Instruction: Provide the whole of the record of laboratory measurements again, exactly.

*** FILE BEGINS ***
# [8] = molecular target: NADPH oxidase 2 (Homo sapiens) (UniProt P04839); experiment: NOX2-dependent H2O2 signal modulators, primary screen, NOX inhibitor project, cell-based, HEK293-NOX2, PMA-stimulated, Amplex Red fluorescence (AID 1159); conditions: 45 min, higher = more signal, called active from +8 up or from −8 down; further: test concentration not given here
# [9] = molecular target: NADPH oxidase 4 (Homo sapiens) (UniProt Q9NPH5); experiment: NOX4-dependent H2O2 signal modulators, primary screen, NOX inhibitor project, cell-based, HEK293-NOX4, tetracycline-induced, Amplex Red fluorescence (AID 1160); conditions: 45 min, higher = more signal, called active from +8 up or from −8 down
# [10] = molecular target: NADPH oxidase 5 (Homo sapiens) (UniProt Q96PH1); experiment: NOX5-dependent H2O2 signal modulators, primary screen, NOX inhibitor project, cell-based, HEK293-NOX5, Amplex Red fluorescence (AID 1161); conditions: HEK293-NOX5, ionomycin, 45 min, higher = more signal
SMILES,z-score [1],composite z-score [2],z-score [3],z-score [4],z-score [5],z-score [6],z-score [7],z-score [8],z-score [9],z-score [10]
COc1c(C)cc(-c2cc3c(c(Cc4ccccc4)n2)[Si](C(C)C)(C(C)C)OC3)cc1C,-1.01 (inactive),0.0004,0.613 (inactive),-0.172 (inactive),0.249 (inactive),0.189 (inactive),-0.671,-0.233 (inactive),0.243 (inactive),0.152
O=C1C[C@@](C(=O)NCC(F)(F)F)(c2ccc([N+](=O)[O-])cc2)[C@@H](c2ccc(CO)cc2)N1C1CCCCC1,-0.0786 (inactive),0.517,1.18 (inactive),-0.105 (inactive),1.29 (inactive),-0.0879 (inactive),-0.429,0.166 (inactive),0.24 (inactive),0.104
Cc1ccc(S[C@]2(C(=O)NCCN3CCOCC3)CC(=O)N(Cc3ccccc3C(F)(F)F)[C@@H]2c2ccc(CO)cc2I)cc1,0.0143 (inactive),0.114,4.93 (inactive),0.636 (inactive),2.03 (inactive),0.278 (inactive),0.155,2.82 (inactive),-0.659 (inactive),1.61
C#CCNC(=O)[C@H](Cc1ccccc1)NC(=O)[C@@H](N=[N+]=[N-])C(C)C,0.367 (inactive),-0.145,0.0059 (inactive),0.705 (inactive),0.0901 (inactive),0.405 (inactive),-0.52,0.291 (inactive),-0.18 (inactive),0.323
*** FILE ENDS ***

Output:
# [8] = molecular target: NADPH oxidase 2 (Homo sapiens) (UniProt P04839); experiment: NOX2-dependent H2O2 signal modulators, primary screen, NOX inhibitor project, cell-based, HEK293-NOX2, PMA-stimulated, Amplex Red fluorescence (AID 1159); conditions: 45 min, higher = more signal, called active from +8 up or from −8 down; further: test concentration not given here
# [9] = molecular target: NADPH oxidase 4 (Homo sapiens) (UniProt Q9NPH5); experiment: NOX4-dependent H2O2 signal modulators, primary screen, NOX inhibitor project, cell-based, HEK293-NOX4, tetracycline-induced, Amplex Red fluorescence (AID 1160); conditions: 45 min, higher = more signal, called active from +8 up or from −8 down
# [10] = molecular target: NADPH oxidase 5 (Homo sapiens) (UniProt Q96PH1); experiment: NOX5-dependent H2O2 signal modulators, primary screen, NOX inhibitor project, cell-based, HEK293-NOX5, Amplex Red fluorescence (AID 1161); conditions: HEK293-NOX5, ionomycin, 45 min, higher = more signal
SMILES,z-score [1],composite z-score [2],z-score [3],z-score [4],z-score [5],z-score [6],z-score [7],z-score [8],z-score [9],z-score [10]
COc1c(C)cc(-c2cc3c(c(Cc4ccccc4)n2)[Si](C(C)C)(C(C)C)OC3)cc1C,-1.01 (inactive),0.0004,0.613 (inactive),-0.172 (inactive),0.249 (inactive),0.189 (inactive),-0.671,-0.233 (inactive),0.243 (inactive),0.152
O=C1C[C@@](C(=O)NCC(F)(F)F)(c2ccc([N+](=O)[O-])cc2)[C@@H](c2ccc(CO)cc2)N1C1CCCCC1,-0.0786 (inactive),0.517,1.18 (inactive),-0.105 (inactive),1.29 (inactive),-0.0879 (inactive),-0.429,0.166 (inactive),0.24 (inactive),0.104
Cc1ccc(S[C@]2(C(=O)NCCN3CCOCC3)CC(=O)N(Cc3ccccc3C(F)(F)F)[C@@H]2c2ccc(CO)cc2I)cc1,0.0143 (inactive),0.114,4.93 (inactive),0.636 (inactive),2.03 (inactive),0.278 (inactive),0.155,2.82 (inactive),-0.659 (inactive),1.61
C#CCNC(=O)[C@H](Cc1ccccc1)NC(=O)[C@@H](N=[N+]=[N-])C(C)C,0.367 (inactive),-0.145,0.0059 (inactive),0.705 (inactive),0.0901 (inactive),0.405 (inactive),-0.52,0.291 (inactive),-0.18 (inactive),0.323